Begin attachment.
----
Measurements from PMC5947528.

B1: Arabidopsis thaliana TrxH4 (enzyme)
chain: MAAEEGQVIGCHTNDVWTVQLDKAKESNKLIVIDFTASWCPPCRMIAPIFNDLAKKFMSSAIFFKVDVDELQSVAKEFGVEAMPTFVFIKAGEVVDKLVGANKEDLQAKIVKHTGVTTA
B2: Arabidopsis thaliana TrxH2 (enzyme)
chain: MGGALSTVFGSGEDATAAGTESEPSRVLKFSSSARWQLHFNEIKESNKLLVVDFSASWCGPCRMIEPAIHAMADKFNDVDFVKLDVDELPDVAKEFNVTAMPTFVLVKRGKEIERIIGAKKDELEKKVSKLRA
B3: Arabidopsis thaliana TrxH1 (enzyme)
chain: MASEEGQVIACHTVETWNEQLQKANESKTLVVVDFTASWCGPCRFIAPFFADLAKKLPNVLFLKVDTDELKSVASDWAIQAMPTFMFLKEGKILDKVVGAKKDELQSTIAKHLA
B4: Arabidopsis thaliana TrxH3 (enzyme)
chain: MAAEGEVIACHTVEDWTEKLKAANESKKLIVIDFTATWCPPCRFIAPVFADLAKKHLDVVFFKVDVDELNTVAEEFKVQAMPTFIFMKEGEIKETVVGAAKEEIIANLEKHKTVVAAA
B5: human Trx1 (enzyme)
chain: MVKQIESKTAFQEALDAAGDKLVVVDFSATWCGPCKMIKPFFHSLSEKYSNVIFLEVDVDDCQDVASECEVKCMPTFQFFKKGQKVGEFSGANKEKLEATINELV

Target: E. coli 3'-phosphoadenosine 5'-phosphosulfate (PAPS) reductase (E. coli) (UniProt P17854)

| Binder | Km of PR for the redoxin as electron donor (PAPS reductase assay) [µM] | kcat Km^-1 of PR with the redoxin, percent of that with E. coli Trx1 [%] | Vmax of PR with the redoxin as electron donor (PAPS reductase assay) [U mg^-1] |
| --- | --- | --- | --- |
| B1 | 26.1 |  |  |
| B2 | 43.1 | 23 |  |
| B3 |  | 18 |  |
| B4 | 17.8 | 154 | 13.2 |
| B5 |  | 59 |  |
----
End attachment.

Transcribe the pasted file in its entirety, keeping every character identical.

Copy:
Measurements from PMC5947528.

B1: Arabidopsis thaliana TrxH4 (enzyme)
chain: MAAEEGQVIGCHTNDVWTVQLDKAKESNKLIVIDFTASWCPPCRMIAPIFNDLAKKFMSSAIFFKVDVDELQSVAKEFGVEAMPTFVFIKAGEVVDKLVGANKEDLQAKIVKHTGVTTA
B2: Arabidopsis thaliana TrxH2 (enzyme)
chain: MGGALSTVFGSGEDATAAGTESEPSRVLKFSSSARWQLHFNEIKESNKLLVVDFSASWCGPCRMIEPAIHAMADKFNDVDFVKLDVDELPDVAKEFNVTAMPTFVLVKRGKEIERIIGAKKDELEKKVSKLRA
B3: Arabidopsis thaliana TrxH1 (enzyme)
chain: MASEEGQVIACHTVETWNEQLQKANESKTLVVVDFTASWCGPCRFIAPFFADLAKKLPNVLFLKVDTDELKSVASDWAIQAMPTFMFLKEGKILDKVVGAKKDELQSTIAKHLA
B4: Arabidopsis thaliana TrxH3 (enzyme)
chain: MAAEGEVIACHTVEDWTEKLKAANESKKLIVIDFTATWCPPCRFIAPVFADLAKKHLDVVFFKVDVDELNTVAEEFKVQAMPTFIFMKEGEIKETVVGAAKEEIIANLEKHKTVVAAA
B5: human Trx1 (enzyme)
chain: MVKQIESKTAFQEALDAAGDKLVVVDFSATWCGPCKMIKPFFHSLSEKYSNVIFLEVDVDDCQDVASECEVKCMPTFQFFKKGQKVGEFSGANKEKLEATINELV

Target: E. coli 3'-phosphoadenosine 5'-phosphosulfate (PAPS) reductase (E. coli) (UniProt P17854)

| Binder | Km of PR for the redoxin as electron donor (PAPS reductase assay) [µM] | kcat Km^-1 of PR with the redoxin, percent of that with E. coli Trx1 [%] | Vmax of PR with the redoxin as electron donor (PAPS reductase assay) [U mg^-1] |
| --- | --- | --- | --- |
| B1 | 26.1 |  |  |
| B2 | 43.1 | 23 |  |
| B3 |  | 18 |  |
| B4 | 17.8 | 154 | 13.2 |
| B5 |  | 59 |  |